Workforce to profession : an exploration of New Zealand Midwifery's professionalising strategies from 1986 to 2005

Publication Type:
Thesis
Issue Date:
2005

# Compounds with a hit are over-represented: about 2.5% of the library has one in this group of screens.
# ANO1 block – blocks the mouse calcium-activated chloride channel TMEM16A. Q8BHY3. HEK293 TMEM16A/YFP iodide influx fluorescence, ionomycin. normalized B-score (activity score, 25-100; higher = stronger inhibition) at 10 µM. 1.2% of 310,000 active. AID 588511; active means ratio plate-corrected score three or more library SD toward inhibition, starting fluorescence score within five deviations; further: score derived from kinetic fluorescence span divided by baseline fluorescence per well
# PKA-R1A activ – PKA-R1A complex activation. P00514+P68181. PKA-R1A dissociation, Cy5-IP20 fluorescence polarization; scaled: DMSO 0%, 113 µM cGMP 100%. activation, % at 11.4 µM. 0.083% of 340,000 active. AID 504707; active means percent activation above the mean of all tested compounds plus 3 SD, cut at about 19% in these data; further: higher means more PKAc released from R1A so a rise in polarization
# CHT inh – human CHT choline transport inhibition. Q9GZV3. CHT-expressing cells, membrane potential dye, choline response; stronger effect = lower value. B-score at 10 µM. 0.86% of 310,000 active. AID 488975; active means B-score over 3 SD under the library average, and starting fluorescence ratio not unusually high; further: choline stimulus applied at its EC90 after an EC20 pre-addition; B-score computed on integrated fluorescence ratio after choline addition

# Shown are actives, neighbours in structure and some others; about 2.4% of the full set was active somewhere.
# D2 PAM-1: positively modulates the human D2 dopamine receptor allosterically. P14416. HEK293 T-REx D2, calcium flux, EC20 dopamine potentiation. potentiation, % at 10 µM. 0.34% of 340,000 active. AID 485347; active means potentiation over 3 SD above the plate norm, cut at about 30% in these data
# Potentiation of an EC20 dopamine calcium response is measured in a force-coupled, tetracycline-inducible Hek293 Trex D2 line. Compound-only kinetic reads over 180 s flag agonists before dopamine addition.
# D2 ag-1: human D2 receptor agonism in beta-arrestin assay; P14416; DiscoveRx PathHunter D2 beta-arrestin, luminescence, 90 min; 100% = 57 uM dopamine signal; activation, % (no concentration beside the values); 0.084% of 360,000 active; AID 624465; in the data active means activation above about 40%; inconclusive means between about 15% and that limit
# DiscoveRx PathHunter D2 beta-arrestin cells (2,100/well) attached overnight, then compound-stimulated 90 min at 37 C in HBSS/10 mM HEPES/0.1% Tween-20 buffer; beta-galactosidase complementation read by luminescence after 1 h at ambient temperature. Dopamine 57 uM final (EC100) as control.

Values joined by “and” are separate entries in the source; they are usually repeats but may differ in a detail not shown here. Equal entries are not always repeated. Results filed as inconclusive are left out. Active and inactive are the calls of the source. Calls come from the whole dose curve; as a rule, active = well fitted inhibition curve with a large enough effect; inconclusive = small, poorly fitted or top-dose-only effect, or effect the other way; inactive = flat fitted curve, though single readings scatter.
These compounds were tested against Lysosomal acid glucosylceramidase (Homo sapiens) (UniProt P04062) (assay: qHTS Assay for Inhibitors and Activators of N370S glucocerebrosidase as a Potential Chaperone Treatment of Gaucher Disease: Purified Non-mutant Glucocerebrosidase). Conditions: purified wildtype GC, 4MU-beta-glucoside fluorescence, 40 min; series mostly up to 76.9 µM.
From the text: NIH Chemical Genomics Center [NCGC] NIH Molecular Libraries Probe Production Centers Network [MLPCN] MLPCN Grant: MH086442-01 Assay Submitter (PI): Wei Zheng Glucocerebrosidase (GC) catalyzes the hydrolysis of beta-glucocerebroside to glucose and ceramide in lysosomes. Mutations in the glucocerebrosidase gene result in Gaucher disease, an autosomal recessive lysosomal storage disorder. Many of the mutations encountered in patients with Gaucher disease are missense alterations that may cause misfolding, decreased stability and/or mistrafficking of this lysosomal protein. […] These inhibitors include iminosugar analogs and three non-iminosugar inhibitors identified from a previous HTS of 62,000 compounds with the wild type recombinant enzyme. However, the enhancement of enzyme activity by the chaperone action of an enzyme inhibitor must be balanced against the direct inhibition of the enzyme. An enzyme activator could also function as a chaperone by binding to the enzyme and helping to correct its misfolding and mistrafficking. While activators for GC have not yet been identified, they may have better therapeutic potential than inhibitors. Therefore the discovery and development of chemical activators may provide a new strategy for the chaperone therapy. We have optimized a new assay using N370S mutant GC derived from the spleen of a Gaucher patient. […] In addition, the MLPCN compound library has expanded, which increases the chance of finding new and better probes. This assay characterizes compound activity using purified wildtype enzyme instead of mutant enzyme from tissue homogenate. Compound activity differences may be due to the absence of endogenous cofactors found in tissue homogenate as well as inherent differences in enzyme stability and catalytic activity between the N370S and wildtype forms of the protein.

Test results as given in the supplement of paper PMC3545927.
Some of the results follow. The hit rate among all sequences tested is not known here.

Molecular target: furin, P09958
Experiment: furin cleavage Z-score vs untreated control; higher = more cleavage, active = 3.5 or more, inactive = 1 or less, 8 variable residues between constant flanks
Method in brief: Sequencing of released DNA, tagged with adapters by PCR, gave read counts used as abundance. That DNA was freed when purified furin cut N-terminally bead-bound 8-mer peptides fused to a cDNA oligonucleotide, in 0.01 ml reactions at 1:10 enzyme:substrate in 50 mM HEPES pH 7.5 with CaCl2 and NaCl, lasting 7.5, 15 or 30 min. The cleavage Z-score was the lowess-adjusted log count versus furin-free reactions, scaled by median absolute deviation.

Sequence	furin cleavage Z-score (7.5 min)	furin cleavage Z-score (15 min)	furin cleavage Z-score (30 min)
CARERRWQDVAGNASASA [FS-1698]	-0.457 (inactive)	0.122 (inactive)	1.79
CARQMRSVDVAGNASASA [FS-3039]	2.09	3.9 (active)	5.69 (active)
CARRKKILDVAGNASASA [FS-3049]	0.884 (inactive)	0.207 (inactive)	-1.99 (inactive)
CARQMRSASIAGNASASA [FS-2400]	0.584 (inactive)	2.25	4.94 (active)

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Over the last twenty years New Zealand midwives have worked to reclaim their professional autonomy and scope of practice in order to promote a women-centred and midwife-led maternity service. In order to achieve these aims New Zealand midwifery engaged in several key professionalising strategies that have proved successful in developing midwifery as a recognised profession with a social mandate to provide autonomous midwifery care to women throughout pregnancy, labour, birth and the postnatal period. These strategies were integrated but can be defined separately as: partnership relationships with women; leadership through the professional organisation; education for midwifery autonomy, and self-regulation within midwifery professional frameworks. Through an exploration of key midwifery professionalising strategies this doctorate identifies the unique characteristics and development of midwifery in New Zealand and critically reflects on the success and ongoing challenges of its integrated professionalising strategies.
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